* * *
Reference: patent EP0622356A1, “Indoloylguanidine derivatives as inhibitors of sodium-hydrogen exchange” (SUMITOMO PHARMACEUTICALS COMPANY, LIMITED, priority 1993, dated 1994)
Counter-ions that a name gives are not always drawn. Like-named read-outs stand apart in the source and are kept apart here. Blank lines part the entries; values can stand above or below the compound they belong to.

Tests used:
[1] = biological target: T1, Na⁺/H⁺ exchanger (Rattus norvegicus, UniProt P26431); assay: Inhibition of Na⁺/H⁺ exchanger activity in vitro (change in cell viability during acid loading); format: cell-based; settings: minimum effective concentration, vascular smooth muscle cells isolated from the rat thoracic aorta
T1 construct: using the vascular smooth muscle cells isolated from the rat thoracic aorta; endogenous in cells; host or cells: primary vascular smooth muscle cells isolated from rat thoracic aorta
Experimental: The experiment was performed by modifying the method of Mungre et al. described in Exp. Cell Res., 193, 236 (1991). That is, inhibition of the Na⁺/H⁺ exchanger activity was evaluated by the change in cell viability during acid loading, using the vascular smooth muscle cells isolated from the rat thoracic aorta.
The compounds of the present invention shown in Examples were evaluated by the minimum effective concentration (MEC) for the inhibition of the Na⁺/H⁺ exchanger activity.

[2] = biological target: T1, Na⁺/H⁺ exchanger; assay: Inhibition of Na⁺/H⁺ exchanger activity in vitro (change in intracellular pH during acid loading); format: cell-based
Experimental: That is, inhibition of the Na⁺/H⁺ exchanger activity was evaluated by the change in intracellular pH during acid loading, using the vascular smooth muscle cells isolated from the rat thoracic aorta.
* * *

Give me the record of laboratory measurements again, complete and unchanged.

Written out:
Reference: patent EP0622356A1, “Indoloylguanidine derivatives as inhibitors of sodium-hydrogen exchange” (SUMITOMO PHARMACEUTICALS COMPANY, LIMITED, priority 1993, dated 1994)
Counter-ions that a name gives are not always drawn. Like-named read-outs stand apart in the source and are kept apart here. Blank lines part the entries; values can stand above or below the compound they belong to.

Tests used:
[1] = biological target: T1, Na⁺/H⁺ exchanger (Rattus norvegicus, UniProt P26431); assay: Inhibition of Na⁺/H⁺ exchanger activity in vitro (change in cell viability during acid loading); format: cell-based; settings: minimum effective concentration, vascular smooth muscle cells isolated from the rat thoracic aorta
T1 construct: using the vascular smooth muscle cells isolated from the rat thoracic aorta; endogenous in cells; host or cells: primary vascular smooth muscle cells isolated from rat thoracic aorta
Experimental: The experiment was performed by modifying the method of Mungre et al. described in Exp. Cell Res., 193, 236 (1991). That is, inhibition of the Na⁺/H⁺ exchanger activity was evaluated by the change in cell viability during acid loading, using the vascular smooth muscle cells isolated from the rat thoracic aorta.
The compounds of the present invention shown in Examples were evaluated by the minimum effective concentration (MEC) for the inhibition of the Na⁺/H⁺ exchanger activity.

[2] = biological target: T1, Na⁺/H⁺ exchanger; assay: Inhibition of Na⁺/H⁺ exchanger activity in vitro (change in intracellular pH during acid loading); format: cell-based
Experimental: That is, inhibition of the Na⁺/H⁺ exchanger activity was evaluated by the change in intracellular pH during acid loading, using the vascular smooth muscle cells isolated from the rat thoracic aorta.